Tim Challies and Tony Merida discuss the question, “Should I forgive those who are unrepentant?”
In this episode of TGC Q&A, Tim Challies and Tony Merida discuss the question, “Should I forgive those who are unrepentant?” They address:
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Tim Challies: When we talk about forgiveness I think we use the same word in a couple of different ways. And so when we speak about forgiveness, we may be talking about something that's just refusing to dispense consequences to people, refusing to feel bitterness toward people perhaps, who've done something that has offended us, some way they've sinned against us. So that's one way speaking about forgiveness.
Another way, which would be a fuller meaning and certainly the one that's modeled in the gospel would be a full reconciliation of people who have been torn apart by some issue. And so in that way, one person must confess sin, another person must forgive them, and together that brings about reconciliation. I think when we're talking forgiveness, we need to distinguish which one of those two things we're talking about.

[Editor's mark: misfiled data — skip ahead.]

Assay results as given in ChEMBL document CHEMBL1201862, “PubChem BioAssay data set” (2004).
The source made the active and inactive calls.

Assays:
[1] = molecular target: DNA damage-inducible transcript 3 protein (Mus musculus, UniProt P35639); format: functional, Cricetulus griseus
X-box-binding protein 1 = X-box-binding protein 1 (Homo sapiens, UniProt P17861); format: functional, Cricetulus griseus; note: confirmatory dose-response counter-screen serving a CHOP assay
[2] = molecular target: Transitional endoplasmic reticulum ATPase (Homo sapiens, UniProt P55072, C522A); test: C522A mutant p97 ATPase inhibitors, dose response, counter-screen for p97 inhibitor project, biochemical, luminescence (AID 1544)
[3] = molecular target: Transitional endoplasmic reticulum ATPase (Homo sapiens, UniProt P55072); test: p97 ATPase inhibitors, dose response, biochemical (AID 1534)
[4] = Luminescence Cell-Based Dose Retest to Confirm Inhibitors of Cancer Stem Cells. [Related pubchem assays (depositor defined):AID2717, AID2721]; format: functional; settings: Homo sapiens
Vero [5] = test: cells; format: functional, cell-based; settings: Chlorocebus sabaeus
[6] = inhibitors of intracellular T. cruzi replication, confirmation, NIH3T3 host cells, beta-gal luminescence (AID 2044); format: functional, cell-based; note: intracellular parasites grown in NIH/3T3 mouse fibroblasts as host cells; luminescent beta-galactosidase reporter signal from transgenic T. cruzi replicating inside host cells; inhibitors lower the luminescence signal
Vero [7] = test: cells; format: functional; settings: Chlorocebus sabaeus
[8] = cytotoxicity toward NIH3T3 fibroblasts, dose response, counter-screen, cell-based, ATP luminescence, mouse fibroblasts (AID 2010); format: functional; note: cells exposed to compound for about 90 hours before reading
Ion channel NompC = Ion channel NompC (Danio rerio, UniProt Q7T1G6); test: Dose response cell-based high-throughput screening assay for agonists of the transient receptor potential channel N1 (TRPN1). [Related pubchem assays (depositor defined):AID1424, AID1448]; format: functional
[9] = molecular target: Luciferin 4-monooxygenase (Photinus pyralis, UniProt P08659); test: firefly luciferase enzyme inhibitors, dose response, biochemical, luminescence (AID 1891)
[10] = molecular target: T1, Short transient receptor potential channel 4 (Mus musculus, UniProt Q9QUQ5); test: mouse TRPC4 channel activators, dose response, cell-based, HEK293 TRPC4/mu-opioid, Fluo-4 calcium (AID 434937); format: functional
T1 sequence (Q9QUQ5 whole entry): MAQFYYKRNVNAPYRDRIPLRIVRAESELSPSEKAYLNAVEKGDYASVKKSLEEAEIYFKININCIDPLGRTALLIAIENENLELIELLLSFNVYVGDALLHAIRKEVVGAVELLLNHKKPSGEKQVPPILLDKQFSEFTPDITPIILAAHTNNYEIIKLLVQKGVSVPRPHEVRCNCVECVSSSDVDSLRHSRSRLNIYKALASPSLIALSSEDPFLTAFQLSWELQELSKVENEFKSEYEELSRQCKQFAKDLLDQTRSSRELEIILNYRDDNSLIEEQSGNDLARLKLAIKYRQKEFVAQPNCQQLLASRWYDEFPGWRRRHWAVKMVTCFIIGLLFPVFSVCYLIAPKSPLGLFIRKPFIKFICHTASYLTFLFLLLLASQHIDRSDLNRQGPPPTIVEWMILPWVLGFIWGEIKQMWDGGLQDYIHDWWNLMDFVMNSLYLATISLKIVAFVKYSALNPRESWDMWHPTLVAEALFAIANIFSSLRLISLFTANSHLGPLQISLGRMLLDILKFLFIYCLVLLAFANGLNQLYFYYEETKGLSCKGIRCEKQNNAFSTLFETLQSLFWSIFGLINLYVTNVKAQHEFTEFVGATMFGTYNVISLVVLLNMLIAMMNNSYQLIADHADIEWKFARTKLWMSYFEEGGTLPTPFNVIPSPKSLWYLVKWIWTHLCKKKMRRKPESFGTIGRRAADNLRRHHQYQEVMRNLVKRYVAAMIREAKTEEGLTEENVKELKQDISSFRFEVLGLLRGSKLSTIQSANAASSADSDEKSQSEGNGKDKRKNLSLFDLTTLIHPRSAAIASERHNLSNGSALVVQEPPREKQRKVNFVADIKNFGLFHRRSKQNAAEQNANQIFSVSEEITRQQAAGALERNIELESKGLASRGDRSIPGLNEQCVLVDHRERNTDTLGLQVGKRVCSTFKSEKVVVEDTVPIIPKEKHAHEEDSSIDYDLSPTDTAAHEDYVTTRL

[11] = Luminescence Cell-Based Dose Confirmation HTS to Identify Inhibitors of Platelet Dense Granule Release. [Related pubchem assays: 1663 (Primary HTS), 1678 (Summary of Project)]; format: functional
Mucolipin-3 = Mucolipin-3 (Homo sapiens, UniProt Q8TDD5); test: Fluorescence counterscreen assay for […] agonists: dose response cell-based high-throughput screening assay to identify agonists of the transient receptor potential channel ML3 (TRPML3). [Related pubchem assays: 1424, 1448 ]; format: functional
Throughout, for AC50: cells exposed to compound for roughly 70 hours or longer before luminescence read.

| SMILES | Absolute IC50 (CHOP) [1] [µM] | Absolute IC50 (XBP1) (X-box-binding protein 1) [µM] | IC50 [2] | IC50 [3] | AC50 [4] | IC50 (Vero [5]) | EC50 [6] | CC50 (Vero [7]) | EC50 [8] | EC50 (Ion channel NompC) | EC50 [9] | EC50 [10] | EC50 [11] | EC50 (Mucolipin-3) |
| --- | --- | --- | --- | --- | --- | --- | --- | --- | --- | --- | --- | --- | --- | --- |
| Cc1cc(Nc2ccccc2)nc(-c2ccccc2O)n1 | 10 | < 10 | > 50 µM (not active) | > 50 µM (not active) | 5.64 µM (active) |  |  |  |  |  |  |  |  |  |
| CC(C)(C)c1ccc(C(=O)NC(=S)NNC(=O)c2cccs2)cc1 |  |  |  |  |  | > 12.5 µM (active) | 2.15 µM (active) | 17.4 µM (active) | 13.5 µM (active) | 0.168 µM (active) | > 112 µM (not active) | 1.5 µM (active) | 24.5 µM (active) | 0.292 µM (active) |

Tony Merida: I've been helped through the years by Ken Sandy's book, The Peacemaker and Poirier who wrote The Peacemaking Pastor. And I think they talk about dispositional forgiveness and transactional forgiveness. Those have been some helpful categories for me to think about, dispositional forgiveness is the heart of forgiveness, the attitude that we have toward an individual who has offended us. I think, yes, we should forgive that individual regardless of their response when they're confronted, but in our own hearts first, Mark 11, when you stand to pray, forgive, if you have an issue with someone so that you may be forgiven, that's echoed, of course, in the Lord's Prayer. "Forgive us just as we have forgiven our debtors." There's an assumption we're a forgiving people, right? Then you add to that the layers of loving even our enemies, and I Corinthians 13 of not keeping a record of wrongs. There's clearly the call for all of us to model the forgiveness that we have enjoyed, that we receive from our God who is merciful to forgive.
I think the transactional component of getting reconciliation is what we all want. I think that's obviously the most difficult thing. We have the steps laid out for us in the New Testament. Luke 17, "If has offended, you rebuke them or if then a fall rebuke them, if they repent, forgive them." Then Jesus says, "If they do it seven times in a day, keep forgiving them if they repent." I think the goal, as you indicated is trying to have that full sense of forgiveness.
I've always been struck by a couple of passages in the Old Testament about God's readiness to forgive, like in Nehemiah 9, Nehemiah makes that long prayer and he says, "You are a God ready to forgive." I think that's the heart that we want is to be a people who have had our sins forgiven, that we also are a forgiving people, we stand ready to forgive.